New Delhi, Apr 9: The people of Kashmir ‘want a change, including Article 35A and Article 370’ as they hinder development, Prime Minister Narendra Modi said.
“The problem in Kashmir is largely due to the 50-odd political families there. They have been milking the issue. They don’t want any benefit to be given to the common Kashmiri people. They are using public sentiment for political gains. The income tax department has cracked down on such elements,” Modi said in an interview with News18 Network Group Editor-in-Chief Rahul Joshi.
He said that people of Kashmir “want freedom from political families.”
“While stone-throwers are funded by Pakistan to protect militants, when there is crackdown by the NIA on terror operators, people stand outside their homes and clap. People of Kashmir want freedom from such political families who have been preying on their emotions for 50 years. The situation in Kashmir is such that people want change, whether it is about Article 35A or 370,” Prime Minister said.
Modi said it was the former Prime Minister Jawaharlal Nehru’s policies which were an obstacle for the development in the Valley.
“There must be investment and job opportunities in Jammu and Kashmir. 35A, 370 have been standing in the way of development. No one goes there to invest. We can build IIMs, but professors are not ready to go there as their children don’t get admission in schools. They can’t find homes. This ends up harming the interests of J&K. Pandit Nehru’s policies stand as an obstacle for J&K today. It needs to be reviewed,” the Prime Minister said.
Blaming Pandit Jawaharlal Nehru for the crisis, Prime Minister Narendra Modi has said that Sardar Vallabhbhai Patel would have better handled the Kashmir issue and the Valley would not have remained ‘mired in controversy’.
Blaming Pandit Jawaharlal Nehru for the crisis in Jammu and Kashmir today, Prime Minister Narendra Modi has said that Sardar Vallabhbhai Patel would have better handled the issue and the Valley would not have remained ‘mired in controversy’.
He added that it was imperative that people in the rest of the country see ‘the progress’ in Kashmir. “Kashmiris have excelled in sports and competitive exams. Any top university today has Kashmiri students. We must encourage this.”
Modi also said the conflict in Kashmir valley “was limited to just ‘dhai’ (two and half) districts”, and the state largely remained stable under the BJP government. “There is no problem in Ladakh and Jammu. It is only two-and-a-half districts in Kashmir valley where there is a problem. We see these districts as the whole of Jammu and Kashmir. This narrative must change,” Modi said.
Modi claimed the BJP government had continued spending on development in the valley and had dealt with the state in a fair manner. “India has not done anything that should make Kashmir feel neglected or ill-treated. But we must treat this issue with sensitivity and understanding.”
In its manifesto, Sankalp Patra, the BJP has promised the abrogation of Article 370 if the party retains power in the Lok Sabha elections.
Targeting the Congress’s manifesto over its proposal of reviewing Armed Forces Special Powers Act (AFSPA) in Jammu and Kashmir, Prime Minister Narendra Modi on Monday said revoking the Act would be equivalent to sending soldiers to the gallows.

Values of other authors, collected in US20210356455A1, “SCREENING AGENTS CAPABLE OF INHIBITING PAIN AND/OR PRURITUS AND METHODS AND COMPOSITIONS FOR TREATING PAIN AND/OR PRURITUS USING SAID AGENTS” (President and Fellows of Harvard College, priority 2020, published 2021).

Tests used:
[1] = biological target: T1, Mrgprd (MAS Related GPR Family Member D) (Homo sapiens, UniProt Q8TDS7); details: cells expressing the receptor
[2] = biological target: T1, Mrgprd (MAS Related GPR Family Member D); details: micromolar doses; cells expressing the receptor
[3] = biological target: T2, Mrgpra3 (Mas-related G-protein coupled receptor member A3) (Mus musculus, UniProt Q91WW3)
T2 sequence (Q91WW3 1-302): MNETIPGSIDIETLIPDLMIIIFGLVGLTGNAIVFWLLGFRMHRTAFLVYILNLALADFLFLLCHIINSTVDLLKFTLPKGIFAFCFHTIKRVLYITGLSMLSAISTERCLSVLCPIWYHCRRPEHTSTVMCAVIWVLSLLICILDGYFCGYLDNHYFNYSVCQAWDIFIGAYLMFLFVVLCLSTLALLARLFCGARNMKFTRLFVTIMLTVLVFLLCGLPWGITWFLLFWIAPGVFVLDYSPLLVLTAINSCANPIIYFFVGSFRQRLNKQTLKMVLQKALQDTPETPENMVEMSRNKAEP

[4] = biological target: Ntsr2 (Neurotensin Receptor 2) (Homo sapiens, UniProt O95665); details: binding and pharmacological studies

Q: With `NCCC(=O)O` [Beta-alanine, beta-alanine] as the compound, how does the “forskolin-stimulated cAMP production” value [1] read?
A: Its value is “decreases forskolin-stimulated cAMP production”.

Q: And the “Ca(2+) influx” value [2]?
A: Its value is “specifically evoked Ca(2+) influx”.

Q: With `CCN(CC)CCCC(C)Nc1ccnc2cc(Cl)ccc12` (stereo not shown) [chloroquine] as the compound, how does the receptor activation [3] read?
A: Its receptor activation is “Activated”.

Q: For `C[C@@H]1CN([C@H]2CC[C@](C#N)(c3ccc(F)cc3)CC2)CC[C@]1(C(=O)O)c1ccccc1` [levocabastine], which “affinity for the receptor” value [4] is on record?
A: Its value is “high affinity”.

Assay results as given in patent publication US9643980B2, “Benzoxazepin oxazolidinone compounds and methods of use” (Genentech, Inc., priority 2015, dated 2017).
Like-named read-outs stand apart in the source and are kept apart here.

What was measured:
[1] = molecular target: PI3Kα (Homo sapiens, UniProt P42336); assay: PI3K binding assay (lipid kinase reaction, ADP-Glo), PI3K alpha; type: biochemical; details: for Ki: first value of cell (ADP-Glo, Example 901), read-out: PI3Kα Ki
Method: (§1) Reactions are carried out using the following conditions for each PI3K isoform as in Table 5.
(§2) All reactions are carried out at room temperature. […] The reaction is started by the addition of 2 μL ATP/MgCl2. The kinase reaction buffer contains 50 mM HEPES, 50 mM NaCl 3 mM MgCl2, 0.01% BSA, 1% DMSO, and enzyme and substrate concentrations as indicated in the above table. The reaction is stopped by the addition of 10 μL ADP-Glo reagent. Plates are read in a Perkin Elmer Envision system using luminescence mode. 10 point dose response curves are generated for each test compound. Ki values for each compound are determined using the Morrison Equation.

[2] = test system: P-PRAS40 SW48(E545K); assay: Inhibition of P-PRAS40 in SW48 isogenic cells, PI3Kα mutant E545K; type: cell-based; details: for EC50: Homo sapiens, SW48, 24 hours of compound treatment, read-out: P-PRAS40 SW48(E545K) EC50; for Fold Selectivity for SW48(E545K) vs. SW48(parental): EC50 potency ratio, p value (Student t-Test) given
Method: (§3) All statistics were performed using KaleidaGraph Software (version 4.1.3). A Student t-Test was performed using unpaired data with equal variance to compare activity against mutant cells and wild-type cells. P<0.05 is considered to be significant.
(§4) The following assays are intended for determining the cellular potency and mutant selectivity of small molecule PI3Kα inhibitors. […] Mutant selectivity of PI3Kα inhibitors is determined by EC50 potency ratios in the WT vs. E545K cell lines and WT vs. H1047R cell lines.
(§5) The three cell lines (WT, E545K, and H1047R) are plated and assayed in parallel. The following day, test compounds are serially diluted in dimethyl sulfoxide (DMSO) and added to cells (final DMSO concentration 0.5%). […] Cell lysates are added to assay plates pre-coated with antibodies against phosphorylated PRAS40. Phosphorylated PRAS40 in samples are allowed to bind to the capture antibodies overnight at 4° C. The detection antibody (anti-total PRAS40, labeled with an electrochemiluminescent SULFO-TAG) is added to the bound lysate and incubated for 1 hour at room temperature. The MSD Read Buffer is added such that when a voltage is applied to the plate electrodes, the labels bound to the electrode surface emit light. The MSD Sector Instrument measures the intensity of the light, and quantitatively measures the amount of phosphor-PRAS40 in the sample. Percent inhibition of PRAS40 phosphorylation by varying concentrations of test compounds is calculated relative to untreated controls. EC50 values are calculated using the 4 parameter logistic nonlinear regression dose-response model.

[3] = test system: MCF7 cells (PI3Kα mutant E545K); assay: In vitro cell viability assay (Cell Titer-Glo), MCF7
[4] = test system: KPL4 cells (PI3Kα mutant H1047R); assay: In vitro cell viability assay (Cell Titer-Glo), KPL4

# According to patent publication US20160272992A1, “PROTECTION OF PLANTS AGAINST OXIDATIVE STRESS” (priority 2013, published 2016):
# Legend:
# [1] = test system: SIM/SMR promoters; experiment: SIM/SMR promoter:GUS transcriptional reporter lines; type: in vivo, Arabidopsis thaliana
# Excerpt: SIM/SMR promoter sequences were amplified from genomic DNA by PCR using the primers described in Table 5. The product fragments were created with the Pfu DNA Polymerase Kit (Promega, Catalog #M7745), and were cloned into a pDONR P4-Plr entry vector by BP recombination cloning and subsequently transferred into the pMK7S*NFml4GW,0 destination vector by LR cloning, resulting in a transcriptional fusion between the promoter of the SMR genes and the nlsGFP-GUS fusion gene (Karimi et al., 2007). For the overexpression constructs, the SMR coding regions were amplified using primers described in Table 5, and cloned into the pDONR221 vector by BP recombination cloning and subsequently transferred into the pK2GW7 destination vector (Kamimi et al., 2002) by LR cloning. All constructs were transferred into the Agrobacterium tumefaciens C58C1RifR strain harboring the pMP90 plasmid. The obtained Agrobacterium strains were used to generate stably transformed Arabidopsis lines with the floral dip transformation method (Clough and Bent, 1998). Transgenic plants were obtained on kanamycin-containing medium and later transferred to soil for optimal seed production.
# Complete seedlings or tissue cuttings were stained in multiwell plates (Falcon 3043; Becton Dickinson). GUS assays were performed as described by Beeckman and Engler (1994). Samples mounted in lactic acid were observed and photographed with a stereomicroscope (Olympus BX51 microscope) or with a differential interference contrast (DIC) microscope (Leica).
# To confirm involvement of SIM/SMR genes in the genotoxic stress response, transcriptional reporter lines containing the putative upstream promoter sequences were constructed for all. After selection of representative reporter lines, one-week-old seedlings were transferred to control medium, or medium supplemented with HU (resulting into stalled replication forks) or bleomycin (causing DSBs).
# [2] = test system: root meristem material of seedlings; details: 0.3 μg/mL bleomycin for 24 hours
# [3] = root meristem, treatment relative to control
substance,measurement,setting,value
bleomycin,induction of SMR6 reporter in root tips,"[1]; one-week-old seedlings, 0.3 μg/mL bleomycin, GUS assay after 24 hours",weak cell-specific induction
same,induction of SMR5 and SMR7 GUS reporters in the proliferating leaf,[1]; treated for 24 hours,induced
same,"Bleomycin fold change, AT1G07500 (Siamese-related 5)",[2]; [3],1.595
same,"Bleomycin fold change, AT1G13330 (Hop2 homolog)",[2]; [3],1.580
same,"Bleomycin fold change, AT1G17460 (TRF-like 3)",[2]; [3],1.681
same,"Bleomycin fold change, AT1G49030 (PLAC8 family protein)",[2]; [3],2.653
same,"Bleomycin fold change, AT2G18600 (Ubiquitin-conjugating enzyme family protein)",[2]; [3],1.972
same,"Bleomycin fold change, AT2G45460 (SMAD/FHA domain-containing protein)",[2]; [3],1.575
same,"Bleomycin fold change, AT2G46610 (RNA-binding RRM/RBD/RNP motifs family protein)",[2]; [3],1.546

“The government must have the power to protect its armed forces. Only then will they have the morale to fight. Revoking AFSPA would be like sending our soldiers to the gallows. I won’t let this happen,” Modi said.
Emphasising on the need for the Act in a disturbed area such as Jammu and Kashmir, Modi said the government must first create an environment where AFSPA is unnecessary before revoking or diluting it. He also gave the example of Arunachal Pradesh, where the government partially revoked the Act earlier this month.
“First, we revoked it from a few districts in Arunachal. We then revoked it from a few other states. We were the first government to take such a step since 1980. But we have maintained law and order,” Modi said.
The Congress election manifesto, released last week, proposed a review of the AFSPA in Jammu and Kashmir. It also promised revocation or amendment of several other laws like sedition and defamation. This led to condemnation from BJP leaders. However, the Congress clarified it only intended to modify AFSPA in instances of human rights violations in Jammu and Kashmir.
Following the release of the grand old party’s manifesto, Finance Minister Arun Jaitley said the vision document was full of “dangerous ideas” that could lead to the “Balkanisation” of India. Jaitley went on to say that it seemed the Congress manifesto was drafted by the “Tukde Tukde Gang”, an oft-used BJP euphemism for those whom the party felt were working against the integrity of the nation state.
Modi took a similar view on the matter and said the Congress manifesto was ‘soft on terror’. “We are at the crossroads of eliminating militancy. Militants are demoralised and we are winning a psychological war against them,” he said.
Modi also said the Congress party’s views on the army were akin to that of Pakistan. “No patriot will tolerate this language. Their manifesto talks about removing AFSPA from Jammu and Kashmir. This amounts to removing weapons from a soldier’s hands,” he added.
The AFSPA provides special powers such as arrest without warrant, fire upon or use force against those acting against law and order, legal immunity, among others, to armed forces in a disturbed area. The Act has come under the scanner for human rights violations in regions of effect.
Union Home Minister Rajnath Singh has said there will be no option with the government other than abolishing the special status to Jammu and Kashmir in the Constitution if there is a demand for a separate Prime Minister for the militancy-affected state.
Earlier, National Conference leader Omar Abdullah had said that his party would strive for restoring the autonomy of Jammu and Kashmir that includes having a ‘Sadar-e-Riyasat’ (President) and ‘Wazir-e-Azam’ (Prime Minister).